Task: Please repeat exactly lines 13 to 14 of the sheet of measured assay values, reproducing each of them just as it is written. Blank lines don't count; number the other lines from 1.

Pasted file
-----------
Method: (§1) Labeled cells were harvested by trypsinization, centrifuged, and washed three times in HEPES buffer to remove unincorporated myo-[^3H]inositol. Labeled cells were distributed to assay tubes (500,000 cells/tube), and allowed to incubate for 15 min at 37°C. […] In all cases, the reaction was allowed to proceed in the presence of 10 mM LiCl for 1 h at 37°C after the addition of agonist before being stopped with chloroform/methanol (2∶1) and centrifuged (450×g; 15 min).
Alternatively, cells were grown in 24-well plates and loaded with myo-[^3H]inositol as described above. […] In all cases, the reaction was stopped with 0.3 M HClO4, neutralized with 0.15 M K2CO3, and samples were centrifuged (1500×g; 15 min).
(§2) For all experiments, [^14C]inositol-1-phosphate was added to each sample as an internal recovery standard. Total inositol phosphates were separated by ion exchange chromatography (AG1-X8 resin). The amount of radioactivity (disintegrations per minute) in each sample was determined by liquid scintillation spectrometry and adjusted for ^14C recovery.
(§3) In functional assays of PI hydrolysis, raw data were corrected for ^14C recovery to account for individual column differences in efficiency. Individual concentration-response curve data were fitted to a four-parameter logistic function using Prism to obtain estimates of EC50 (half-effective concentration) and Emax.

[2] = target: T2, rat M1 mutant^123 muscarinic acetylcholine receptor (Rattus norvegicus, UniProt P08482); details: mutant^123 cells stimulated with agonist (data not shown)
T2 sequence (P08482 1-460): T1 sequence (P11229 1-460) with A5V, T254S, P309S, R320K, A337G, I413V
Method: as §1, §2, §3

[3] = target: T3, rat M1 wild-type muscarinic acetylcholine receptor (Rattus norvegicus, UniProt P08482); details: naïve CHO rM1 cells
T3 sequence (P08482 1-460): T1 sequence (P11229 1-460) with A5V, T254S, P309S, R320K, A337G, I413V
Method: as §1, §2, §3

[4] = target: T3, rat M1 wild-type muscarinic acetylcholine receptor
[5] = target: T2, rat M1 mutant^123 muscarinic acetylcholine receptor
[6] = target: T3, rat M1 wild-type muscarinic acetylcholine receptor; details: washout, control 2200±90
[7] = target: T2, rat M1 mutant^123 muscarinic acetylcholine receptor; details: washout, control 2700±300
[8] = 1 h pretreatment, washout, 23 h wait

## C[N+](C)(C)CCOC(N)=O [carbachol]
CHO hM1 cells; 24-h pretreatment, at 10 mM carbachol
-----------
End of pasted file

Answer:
[6] = target: T3, rat M1 wild-type muscarinic acetylcholine receptor; details: washout, control 2200±90
[7] = target: T2, rat M1 mutant^123 muscarinic acetylcholine receptor; details: washout, control 2700±300